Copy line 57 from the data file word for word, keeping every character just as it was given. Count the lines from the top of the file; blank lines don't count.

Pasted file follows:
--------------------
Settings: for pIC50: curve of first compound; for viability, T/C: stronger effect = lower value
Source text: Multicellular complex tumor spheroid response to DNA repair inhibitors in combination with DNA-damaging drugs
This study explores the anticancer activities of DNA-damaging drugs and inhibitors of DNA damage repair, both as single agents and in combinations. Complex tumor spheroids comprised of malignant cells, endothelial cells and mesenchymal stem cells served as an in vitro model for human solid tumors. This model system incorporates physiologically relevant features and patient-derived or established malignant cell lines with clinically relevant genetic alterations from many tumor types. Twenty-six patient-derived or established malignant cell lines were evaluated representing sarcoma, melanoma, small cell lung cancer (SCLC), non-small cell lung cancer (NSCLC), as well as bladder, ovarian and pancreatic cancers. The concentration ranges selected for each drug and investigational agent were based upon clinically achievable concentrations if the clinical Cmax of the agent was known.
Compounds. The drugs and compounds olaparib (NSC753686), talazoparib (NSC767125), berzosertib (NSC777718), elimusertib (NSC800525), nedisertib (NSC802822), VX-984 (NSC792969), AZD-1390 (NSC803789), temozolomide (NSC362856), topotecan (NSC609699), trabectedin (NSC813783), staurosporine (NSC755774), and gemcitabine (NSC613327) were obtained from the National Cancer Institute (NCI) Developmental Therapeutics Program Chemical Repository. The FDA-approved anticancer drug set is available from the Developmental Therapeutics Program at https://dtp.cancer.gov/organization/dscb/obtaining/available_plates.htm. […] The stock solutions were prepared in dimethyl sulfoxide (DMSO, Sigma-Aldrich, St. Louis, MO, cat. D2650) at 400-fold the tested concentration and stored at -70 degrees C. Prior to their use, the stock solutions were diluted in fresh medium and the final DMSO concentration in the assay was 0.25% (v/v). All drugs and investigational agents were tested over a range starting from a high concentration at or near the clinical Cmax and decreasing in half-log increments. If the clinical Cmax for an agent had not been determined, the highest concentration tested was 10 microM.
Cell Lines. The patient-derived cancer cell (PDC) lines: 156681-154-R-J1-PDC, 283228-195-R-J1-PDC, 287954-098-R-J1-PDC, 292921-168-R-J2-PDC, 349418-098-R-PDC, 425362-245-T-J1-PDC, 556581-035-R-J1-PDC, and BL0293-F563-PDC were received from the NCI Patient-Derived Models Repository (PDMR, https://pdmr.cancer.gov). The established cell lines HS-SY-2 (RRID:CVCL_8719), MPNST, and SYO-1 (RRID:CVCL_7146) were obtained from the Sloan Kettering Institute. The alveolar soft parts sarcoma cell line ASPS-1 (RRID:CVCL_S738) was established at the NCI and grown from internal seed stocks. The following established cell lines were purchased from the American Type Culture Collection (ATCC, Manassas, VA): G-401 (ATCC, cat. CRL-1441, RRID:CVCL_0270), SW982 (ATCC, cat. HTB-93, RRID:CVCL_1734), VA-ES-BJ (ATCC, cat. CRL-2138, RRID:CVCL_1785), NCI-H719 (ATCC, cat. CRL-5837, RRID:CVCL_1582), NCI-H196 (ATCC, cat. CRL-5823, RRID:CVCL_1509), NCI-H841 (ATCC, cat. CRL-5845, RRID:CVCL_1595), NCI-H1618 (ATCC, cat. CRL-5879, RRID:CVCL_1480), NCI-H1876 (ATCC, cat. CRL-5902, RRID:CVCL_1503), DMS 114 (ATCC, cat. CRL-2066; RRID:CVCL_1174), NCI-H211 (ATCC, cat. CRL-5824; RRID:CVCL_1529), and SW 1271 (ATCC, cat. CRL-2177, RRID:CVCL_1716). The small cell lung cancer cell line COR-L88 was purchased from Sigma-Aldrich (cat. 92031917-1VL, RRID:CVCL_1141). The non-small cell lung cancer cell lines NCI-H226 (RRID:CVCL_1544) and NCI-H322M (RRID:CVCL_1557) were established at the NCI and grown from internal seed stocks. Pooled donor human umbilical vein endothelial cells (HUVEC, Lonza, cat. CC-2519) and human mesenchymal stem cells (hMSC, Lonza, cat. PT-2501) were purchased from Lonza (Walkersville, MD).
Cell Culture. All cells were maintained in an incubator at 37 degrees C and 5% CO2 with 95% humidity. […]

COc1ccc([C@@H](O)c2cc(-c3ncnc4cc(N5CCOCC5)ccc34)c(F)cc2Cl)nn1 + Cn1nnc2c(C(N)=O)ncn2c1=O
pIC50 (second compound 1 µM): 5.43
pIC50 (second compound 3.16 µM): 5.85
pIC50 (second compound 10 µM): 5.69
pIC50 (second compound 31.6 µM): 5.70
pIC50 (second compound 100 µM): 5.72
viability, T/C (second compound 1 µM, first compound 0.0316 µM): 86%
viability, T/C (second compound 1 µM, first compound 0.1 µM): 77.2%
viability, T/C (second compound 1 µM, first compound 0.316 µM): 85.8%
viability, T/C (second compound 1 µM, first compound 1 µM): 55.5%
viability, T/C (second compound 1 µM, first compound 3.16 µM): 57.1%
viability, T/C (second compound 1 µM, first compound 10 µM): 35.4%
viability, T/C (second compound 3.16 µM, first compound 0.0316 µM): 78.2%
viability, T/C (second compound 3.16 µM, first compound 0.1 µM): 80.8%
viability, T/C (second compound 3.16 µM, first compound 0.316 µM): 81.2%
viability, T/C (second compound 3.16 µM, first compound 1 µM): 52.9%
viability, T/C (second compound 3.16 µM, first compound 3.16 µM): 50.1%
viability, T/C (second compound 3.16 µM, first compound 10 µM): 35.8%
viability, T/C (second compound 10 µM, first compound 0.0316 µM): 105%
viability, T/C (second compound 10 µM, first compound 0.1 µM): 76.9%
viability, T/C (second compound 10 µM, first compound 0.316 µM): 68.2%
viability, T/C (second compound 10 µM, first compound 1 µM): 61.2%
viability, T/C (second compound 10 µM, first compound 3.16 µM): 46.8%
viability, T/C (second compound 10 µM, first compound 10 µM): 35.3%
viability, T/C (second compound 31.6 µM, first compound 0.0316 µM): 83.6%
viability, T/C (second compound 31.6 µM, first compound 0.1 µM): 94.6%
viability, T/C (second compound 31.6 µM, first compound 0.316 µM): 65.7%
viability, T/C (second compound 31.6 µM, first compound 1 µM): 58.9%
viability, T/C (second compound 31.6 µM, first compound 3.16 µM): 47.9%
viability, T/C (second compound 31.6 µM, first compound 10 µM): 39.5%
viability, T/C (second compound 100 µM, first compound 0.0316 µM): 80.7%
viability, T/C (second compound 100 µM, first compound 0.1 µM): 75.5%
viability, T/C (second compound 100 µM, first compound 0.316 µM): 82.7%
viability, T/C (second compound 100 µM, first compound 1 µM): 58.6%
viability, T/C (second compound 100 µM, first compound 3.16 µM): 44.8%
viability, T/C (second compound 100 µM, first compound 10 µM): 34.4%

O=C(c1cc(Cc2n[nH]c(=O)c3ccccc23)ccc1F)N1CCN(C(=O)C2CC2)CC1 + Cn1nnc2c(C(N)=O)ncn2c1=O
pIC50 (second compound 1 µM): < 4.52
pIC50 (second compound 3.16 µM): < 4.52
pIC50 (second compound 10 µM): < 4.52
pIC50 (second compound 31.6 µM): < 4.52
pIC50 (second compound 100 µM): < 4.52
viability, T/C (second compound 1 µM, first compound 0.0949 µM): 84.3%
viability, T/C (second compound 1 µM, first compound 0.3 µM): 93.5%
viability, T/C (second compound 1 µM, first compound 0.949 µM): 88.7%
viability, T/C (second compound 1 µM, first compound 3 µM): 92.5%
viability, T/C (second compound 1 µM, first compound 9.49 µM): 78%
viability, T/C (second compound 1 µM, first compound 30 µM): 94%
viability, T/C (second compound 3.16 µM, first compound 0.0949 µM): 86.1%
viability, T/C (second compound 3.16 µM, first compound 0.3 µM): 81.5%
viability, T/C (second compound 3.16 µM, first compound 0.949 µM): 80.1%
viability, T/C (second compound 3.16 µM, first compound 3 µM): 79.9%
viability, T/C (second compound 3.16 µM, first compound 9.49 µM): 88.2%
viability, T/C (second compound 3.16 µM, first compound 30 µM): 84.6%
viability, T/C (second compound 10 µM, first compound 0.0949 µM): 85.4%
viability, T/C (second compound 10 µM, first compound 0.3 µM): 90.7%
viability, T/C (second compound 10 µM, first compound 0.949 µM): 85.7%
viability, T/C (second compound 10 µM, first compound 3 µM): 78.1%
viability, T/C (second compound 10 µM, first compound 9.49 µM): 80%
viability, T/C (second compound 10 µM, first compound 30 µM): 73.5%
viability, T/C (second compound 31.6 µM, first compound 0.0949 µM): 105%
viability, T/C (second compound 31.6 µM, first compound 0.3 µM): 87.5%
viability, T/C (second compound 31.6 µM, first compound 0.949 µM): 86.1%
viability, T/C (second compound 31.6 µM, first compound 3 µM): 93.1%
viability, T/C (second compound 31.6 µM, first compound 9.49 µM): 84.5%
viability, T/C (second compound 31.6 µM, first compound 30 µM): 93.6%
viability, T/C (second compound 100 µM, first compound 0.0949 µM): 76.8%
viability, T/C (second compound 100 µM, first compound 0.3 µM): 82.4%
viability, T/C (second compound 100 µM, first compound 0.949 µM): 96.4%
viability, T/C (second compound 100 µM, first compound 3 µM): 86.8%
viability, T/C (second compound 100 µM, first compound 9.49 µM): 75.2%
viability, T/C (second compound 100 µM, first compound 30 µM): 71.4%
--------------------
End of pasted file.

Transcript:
viability, T/C (second compound 3.16 µM, first compound 0.949 µM): 80.1%